We call them man’s best friend, but some (dogtologists, perhaps?) put their pets’ well-being far above their own. If you bawled your eyes out reading Marley and Me or have Lady and Tramp on your TV on repeat—or even if you just love a good game of fetch in the park—then you’ll surely admire any of these glorious books for dog lovers.
Anyone with a dog knows they have a wild sense of adventure and an unrelenting desire to explore. In his second book on the subject, Andrew Knapp captures this canine spirit—and displays the awesome sights and landscapes of his road trip across North America. Momo is hiding in each of the photos; can you find him?
Precocious Bella and endearing Harry are on vacation again, this time in Beijing, China, where they toboggan on the Great Wall, explore the Summer Palace and the Forbidden City, practice tai chi, and snack on sweet ears and peking duck. Bella has done her research (and so have Manzione and Lucco), and the material she discusses with her brother pup is both educational and fascinating. These adorable dogs make for wonderful travel companions in this lovely addition to the Bella and Harry series.
As knitting becomes increasingly popular, it has branched beyond garments and blankets. Knitting toys and oddities, such as Japanese-style amigurumi—small and whimsical knit or crocheted people and objects—is on the rise. Combine that trend with the number of people who both own and love dogs, and Knit Your Own Dog: The Second Litter finds its niche.
There are over one million homeless dogs roaming the streets of just Houston, Texas, alone. And in shelters all over the country, dogs are being put down in ever increasing numbers. In 2005, Greg Mahle hit the road in his truck, beginning his Rescue Road Trips to transport strays and unwanted kill-shelter canines to loving forever homes. Journalist Peter Zheutlin, who joined him for hundreds of miles, tells this inspiring story about the unique bond between dogs and humans and how going the extra mile can changes our loyal companions’ lives.
In Pets at the White House, Jennifer Boswell Pickens offers a delightful series of anecdotes and photographs of our nation’s First Pets, creating an endearing volume that will appeal to animal lovers and presidential theorists alike. She reveals details about pets whose presence helped humanize presidential hopefuls and ensure election, and those whose constant companionship became part of their owners’ public images.
Veterinarian and lifelong animal lover Linda Bender describes her experiences communicating nonverbally with animals in Animal Wisdom. Her insight into their spiritual intelligence encourages people to relate to animals from a more enlightened perspective. This book provides readers with valuable information about improving human attitudes toward animals and deserves a thoughtful audience.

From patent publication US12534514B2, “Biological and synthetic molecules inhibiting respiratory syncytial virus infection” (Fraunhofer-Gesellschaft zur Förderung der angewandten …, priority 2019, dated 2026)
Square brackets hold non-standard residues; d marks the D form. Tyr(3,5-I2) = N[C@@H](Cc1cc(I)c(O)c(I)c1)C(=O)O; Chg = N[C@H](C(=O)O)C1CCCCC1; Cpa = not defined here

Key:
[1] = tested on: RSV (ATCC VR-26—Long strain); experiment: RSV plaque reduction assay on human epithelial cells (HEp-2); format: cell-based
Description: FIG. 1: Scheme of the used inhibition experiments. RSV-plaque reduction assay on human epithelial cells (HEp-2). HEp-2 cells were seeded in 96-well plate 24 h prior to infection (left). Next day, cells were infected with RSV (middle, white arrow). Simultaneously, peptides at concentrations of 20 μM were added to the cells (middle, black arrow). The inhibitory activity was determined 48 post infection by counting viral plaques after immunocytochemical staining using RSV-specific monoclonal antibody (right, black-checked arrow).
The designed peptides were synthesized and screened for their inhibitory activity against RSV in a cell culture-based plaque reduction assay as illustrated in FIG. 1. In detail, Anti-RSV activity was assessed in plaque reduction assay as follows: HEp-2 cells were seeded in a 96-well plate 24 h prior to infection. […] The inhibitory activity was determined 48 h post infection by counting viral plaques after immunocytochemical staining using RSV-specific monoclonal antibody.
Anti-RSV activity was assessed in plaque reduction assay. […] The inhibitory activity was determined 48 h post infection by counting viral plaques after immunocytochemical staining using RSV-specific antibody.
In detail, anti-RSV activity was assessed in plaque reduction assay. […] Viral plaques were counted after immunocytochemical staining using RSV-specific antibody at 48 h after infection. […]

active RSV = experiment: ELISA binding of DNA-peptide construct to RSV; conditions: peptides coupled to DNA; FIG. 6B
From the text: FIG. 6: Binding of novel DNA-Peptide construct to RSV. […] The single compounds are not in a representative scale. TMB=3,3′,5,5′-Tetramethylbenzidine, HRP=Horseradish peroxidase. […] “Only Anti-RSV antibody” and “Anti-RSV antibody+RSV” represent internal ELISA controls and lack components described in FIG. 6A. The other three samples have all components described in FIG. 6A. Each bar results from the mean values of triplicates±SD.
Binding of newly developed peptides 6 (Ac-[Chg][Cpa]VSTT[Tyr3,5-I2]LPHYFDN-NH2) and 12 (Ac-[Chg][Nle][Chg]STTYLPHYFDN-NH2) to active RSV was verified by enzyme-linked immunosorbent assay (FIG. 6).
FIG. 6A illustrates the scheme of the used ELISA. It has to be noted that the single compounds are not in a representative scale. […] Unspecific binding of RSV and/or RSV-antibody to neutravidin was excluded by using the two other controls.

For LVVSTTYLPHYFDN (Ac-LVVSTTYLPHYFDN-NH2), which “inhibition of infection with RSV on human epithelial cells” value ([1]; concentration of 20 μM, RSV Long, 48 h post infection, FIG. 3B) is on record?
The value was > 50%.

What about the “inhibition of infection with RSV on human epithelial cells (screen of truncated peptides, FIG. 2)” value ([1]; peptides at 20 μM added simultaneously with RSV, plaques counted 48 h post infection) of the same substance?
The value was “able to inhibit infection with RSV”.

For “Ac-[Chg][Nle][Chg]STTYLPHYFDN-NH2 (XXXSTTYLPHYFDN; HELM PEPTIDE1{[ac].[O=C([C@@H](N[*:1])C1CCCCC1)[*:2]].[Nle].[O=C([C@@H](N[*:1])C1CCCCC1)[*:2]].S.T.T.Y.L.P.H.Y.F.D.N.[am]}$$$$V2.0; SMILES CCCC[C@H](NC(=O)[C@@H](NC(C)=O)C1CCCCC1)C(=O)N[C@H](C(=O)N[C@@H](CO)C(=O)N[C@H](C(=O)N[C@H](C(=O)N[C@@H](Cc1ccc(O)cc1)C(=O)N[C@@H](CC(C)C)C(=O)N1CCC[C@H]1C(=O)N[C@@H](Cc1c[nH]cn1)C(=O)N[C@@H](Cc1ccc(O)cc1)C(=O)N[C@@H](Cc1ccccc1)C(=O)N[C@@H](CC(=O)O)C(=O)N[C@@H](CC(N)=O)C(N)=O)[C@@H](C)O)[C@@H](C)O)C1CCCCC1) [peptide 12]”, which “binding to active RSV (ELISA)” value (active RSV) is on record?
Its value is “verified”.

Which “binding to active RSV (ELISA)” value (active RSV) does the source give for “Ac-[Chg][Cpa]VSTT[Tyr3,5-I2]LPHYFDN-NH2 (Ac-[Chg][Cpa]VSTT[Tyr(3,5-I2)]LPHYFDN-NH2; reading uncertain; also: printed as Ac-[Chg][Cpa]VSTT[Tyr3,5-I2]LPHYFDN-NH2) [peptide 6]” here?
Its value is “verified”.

“Without George I wouldn’t have picked up my pen and started drawing again after decades of neglecting my talent … I’d either be lying in the gutter, banged up in jail or buried six feet under, and that’s the honest truth.” It was years spent in and out of prison and on the street that led John Dolan to his lifesaver—an abused stray puppy he took in and called George—and to begin drawing again. Uplifting, humbling, and moving, George the Dog, John the Artist shows the true power of friendship and how it can redeem.
Jeff Campbell explores the idea of animal compassion in his book Daisy to the Rescue: True Stories of Daring Dogs, Paramedic Parrots, and Other Animal Heroes, where he details fifty accounts of animals risking their lives for humans and presents scientific findings that show animals are capable of kindness. To test whether animals act out of compassion or an instinctual response, Campbell evaluated hundreds of stories from around the globe, whittling the number of entries down to fifty, basing his criteria on credibility, reliable witnesses, and documentation.
In People Training for Good Dogs, former Massachusetts animal control officer Melissa Berryman presents a no-nonsense guide to what dog owners must know in order to develop the skills they need to successfully handle their dogs. Simply being a human is not enough to ensure being the one in control. Dogs, she claims, are neither “good” nor “bad”; it is how people interact with them that influences their behavior.
Do you believe in Dog? If you’re more concerned about the dog in the movie dying than the human, then you must be among the devout. In this hilarious celebration of man’s best friend, J. Lazarus outlines the dogtrine of dogtology, from mythology and history to taking care of your pup to the benefits of the dogma. This bible for dog lovers shows that it’s truly in Dog that we trust.
While writing numerous animal characters in his children’s books, E. B. White also scribed humorous biographical essays documenting his observations of man’s best friend—collected here. Good reading for dog and White fans alike, this book makes one almost wish to be a dog, if that’s what it takes to be so closely observed and understood.
Aimee Jodoin is deputy editor at Foreword Reviews. You can follow her on Twitter @aimeebeajo.